It has quickly turned into the talk of the NBA playoffs: Golden State Warriors megastar point guard, and soon-to-be back-to-back NBA MVP, Steph Curry, exited Sunday’s game in Houston with a knee injury. On Monday, the Warriors revealed that he sprained his MCL and the team ruled him out for at least two weeks, at which point he will be reevaluated.
The fallout from Curry’s knee injury likely won’t take affect in the first round, as Golden State went on to destroy the Rockets 121-94 without him on Sunday and took a 3-1 lead in the series. The Warriors should have no problem finishing off Houston without their best player. In all likelihood, the Warriors could bench their entire starting lineup and still beat the embarrassingly underachieving Rockets.
I was in the process of writing an article explaining why the Warriors would need Curry to return at some point in the second round in order to beat the Clippers. But when Chris Paul broke his hand on Monday night in Portland, likely ending his season, the tone of this article changed significantly. Then on Tuesday, in more shocking news, the Clippers announced that all-star forward Blake Griffin would miss the remainder of the playoffs after reaggravating a left quadriceps injury. Now the tone of this article has changed drastically.
Not only are Chris Paul and Blake Griffin the two most awkwardly funny pitchmen in the NBA, they’re also the two best players on the Clippers. Without Paul and Griffin, and with the series knotted at two games each, the Clippers will probably drop the next two games against the Blazers and see yet another season end disappointingly early.
The Warriors may be breathing a slight sigh of relief since the Blazers are a much more beatable foe than the Clippers would be at full strength. Still, this is no gimme for Golden State. I’m not discrediting the Warriors sans Curry, they obviously have a great team. But if you take the best player off of any NBA team, their chances of winning a championship are close to zero, and their chances of winning any playoff series drop significantly (as supported by my prediction of the Clippers crumbling). Draymond Green and Klay Thompson are very good players. But if you remove Steph Curry from that roster, the Warriors go from a team that just set the NBA record for wins in a season, to a team that would probably be the fourth or fifth seed in the Western Conference right now.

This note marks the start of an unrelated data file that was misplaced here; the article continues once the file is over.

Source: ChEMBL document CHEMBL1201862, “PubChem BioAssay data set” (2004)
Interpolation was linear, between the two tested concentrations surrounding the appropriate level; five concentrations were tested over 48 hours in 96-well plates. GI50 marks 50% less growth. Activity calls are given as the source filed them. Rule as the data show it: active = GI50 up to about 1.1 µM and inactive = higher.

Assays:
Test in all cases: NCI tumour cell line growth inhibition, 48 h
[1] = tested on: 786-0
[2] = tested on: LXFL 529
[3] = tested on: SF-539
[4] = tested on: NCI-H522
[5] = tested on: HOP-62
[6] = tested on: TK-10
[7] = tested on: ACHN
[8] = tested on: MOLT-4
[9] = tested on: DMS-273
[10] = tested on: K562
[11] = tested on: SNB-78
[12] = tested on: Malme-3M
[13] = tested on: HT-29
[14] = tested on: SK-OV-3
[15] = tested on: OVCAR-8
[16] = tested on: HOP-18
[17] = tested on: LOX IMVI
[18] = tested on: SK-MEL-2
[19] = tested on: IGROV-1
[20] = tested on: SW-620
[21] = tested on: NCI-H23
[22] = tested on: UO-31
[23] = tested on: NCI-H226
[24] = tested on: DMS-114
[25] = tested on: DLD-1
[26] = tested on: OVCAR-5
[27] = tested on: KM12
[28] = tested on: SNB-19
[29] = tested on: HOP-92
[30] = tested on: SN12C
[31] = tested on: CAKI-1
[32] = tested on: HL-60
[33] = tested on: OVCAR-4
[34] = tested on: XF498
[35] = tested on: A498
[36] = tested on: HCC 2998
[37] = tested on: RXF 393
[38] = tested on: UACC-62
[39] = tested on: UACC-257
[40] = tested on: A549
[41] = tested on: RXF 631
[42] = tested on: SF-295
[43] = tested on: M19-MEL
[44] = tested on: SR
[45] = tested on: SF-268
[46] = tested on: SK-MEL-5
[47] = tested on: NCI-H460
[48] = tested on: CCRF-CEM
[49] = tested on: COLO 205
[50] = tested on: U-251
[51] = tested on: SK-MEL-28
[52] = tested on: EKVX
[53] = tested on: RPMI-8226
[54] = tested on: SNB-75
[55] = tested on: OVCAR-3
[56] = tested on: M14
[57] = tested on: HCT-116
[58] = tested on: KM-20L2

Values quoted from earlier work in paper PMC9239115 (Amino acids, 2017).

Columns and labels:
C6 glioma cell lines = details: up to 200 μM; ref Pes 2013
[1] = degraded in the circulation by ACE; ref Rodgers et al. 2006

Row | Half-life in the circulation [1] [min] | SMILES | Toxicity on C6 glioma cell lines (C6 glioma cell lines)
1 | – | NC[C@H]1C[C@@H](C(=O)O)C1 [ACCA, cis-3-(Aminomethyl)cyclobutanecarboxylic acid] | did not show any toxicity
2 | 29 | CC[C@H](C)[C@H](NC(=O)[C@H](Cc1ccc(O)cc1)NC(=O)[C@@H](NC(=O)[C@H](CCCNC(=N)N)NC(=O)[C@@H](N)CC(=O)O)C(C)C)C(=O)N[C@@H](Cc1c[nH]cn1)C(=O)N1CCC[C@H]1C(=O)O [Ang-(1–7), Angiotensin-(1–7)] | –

When Kevin Durant missed most of last season with a foot injury, the Thunder failed to even make the playoffs, despite an MVP-caliber year from Russell Westbrook. This year, Durant stayed healthy and got back to elite form, and Oklahoma City is one of the top four teams in the NBA. It’s a team game, but it’s also a star driven league.
It’s hard to predict how this is going to play out for the Warriors, because of how the team is handling Steph Curry’s injury. He was diagnosed with a Grade 1 MCL sprain, which is the least severe type of sprain, and seemed like the best news possible for Warriors fans. But declaring him out for at least two weeks before being reevaluated is a reaction fit for a more severe injury.
Houston-based orthopedic surgeon Mark Adickes joined SportsCenter on Monday to discuss the injury. Adickes was surprised the Warriors were ruling Curry out for so long. He explained that typically a player can return within days from a Grade 1 MCL sprain and might not even need to miss a game. Adickes then speculated that Curry may be dealing with a bone bruise, or a more serious injury. And his speculating got me speculating…
The second round is scheduled to start May 2, at which point Steph Curry will still be a week away from his reevaluation. If Curry is ready to return as soon as he hits his two week mark, he will likely only miss the first three games of that series. Factoring in the recent bad news from Los Angeles, Golden State should be fine without him for the for the first three or four games against Portland, but they will probably need some help from the Baby-Faced Assassin to finish off the Blazers. And they will definitely need him to be close to 100% to beat the San Antonio Spurs, or the Oklahoma City Thunder in the Western Conference Finals.
The NBA Playoffs typically come down the best team that stays healthy. The fact that the Warriors are taking such a cautious approach with Steph Curry tells me there is reason to be concerned. When players suffer serious (or even semi-serious) injuries in the playoffs, they’re rarely able to recover quickly enough to perform at their best. I have a bad feeling that Curry’s injury will linger, forcing him off the court sporadically. There’s also the fear of Curry reaggravating the injury and missing more games, or being shut down for the season.
The uncertainty surrounding Steph Curry is enough for me to switch my Western Conference Champion pick from the Warriors to the Spurs. It might seem like I’m overreacting, and sure, I might alter this prediction if Curry shockingly returns in game one of the second round, scores 45 points and shows no sign of being affected by his knee injury. But in the NBA Playoffs, you only go as far as your star players take you. And when the biggest star in the league gets injured, it changes the whole picture.